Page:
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Limitations on Native Species Recovery Potential in Bear Lake

Scientific Poster Presentation for WATS 4600 course at Utah State University, Fall 2022


Non-native species invasions threaten the future of native fish diversity worldwide (Wilcove et al., 1998). Bear Lake is an oligotrophic natural freshwater alkaline lake on the Idaho–Utah border in the Western United States which is home to 5 endemic species, Bonneville Cisco, Bonneville Whitefish, Bear Lake Whitefish, Bear Lake sculpin and an apex predator, the Bear Lake strain of the Bonneville Cutthroat trout, commonly called the Bear Lake Cutthroat (Palacios et al., 2007). Nonnative Lake Trout were introduced to Bear Lake for sportfishing

opportunity impacting the native species through competition and predation (McHugh and Budy, 2006, Witte et al., 1992). Bear lake is limited in productivity with low densities of phytoplankton, zooplankton, and benthic invertebrate known to result in a natural bottom-up regulation of the fish communities found in lakes (Dean et al., 2009; Hayden et al., 2017). The addition of a nonnative apex predator, such at the Lake Trout, creates a top-down control on an already naturally impaired system (Albrecht et al., 2004; Koel et al., 2005; Palacios et al., 2007). While recovery efforts have brought wild Bear Lake Cutthroat back from eight percent to over 50 percent of the total population of hatchery and wild cutthroat in the Bear Lake (Tolentino, 2022), this interaction between top-down and bottom-up controls may be the limiting factor in increasing population recovery potential as well as the cause of a decrease in maximum size of the Bear Lake Cutthroat trout (Behnke, 2002). Halting programs to stock nonnative Lake Trout or pairing this action with the removal of the present fish, may result in greater success in protecting the native fish species of Bear Lake.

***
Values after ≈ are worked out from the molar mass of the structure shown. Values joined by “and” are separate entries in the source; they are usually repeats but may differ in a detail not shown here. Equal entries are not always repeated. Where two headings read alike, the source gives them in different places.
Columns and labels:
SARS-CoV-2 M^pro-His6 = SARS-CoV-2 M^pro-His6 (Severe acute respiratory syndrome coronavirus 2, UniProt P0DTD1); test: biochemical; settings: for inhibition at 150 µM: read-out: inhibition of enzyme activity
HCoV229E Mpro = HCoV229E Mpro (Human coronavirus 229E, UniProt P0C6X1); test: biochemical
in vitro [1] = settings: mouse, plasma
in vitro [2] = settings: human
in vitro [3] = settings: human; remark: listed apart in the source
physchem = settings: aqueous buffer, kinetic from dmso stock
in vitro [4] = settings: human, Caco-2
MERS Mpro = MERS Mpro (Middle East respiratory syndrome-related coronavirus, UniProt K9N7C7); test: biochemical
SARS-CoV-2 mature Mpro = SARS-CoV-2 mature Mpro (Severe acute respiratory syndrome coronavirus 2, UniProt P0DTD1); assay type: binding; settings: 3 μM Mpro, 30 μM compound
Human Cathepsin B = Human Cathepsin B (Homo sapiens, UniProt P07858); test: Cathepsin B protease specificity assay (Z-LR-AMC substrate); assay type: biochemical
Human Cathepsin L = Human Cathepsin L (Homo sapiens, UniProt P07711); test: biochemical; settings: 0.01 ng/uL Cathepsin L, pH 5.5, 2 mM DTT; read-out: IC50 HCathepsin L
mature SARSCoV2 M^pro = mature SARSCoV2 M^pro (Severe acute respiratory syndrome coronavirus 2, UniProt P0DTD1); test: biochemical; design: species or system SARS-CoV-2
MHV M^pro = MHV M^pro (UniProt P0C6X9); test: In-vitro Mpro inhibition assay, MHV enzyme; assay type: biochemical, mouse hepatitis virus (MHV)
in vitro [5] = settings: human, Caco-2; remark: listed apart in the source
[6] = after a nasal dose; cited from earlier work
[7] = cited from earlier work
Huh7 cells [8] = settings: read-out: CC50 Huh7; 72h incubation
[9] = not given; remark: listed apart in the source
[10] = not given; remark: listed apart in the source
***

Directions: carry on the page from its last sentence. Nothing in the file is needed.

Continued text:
References: Albrecht, B., J. Robinson, C. Luecke, and B. Kennedy. (2004). Bioenergetics simulations assessing the consumption demand of different

stocking regimes of sterile Lake Trout in Bear Lake Utah-Idaho. Final report to Idaho Department of Fish and Game. Department of

Aquatic, Watershed, and Earth Resources, Utah State University, Logan. Behnke, R. J., and Tomelleri J. R. (2002). Trout and Salmon of North America. Free Press.Dean, W. E., Wurtsbaugh, W. A., & Lamarra, V. A.

(2009). Climatic and limnologic setting of Bear Lake, Utah, and Idaho. Special Paper of the Geological Society of America, 450 (450), 1–14. Hayden, B., Myllykangas, J. P., Rolls, R. J., & Kahilainen, K. K. (2017). Climate and productivity shape fish and invertebrate community

structure in subarctic lakes. Freshwater Biology, 62(6), 990–1003. Koel, T. M., P. E. Bigelow, P. D. Doepke, B. D. Ertel, and D. L. Mahony. (2005). Nonnative Lake Trout Result in Yellowstone Cutthroat Trout

Decline and Impacts to Bears and Anglers, Fisheries, 30:11, 10-19, DOI: 10.1577/1548-8446(2005)30[10:NLTRIY]2.0.CO;2. McHugh, P., & Budy, P. (2006). Experimental Effects of Nonnative Brown Trout on the Individual and Population-Level Performance of Native

Bonneville Cutthroat Trout. Transactions of the American Fisheries Society, 135(6), 1441–1455. Palacios, P.; Luecke, C.; and Robinson, J. (2007). "Fish of Bear Lake, Utah," Natural Resources and Environmental Issues: Vol.14, Article 15.

Available at: Tolentino, S. (2020). Bear Lake Status Report. [Unpublished manuscript] Utah Division of Wildlife Resources. Wilcove, D. S., D. Rothstein, J. Dubow, A. Phillips, and E. Losos. (1998). Quantifying threats to imperiled species in the United States.

Bioscience 48:607–615. Witte, F., T. Goldschmidt, P. C. Goudswaard, W. Ligtvoet, M. J. P. van Oijen, and J. H. Wanink. (1992). Species extinction and concomitant

ecological changes in Lake Victoria.Netherlands Journal of Zoology 42:214–232.

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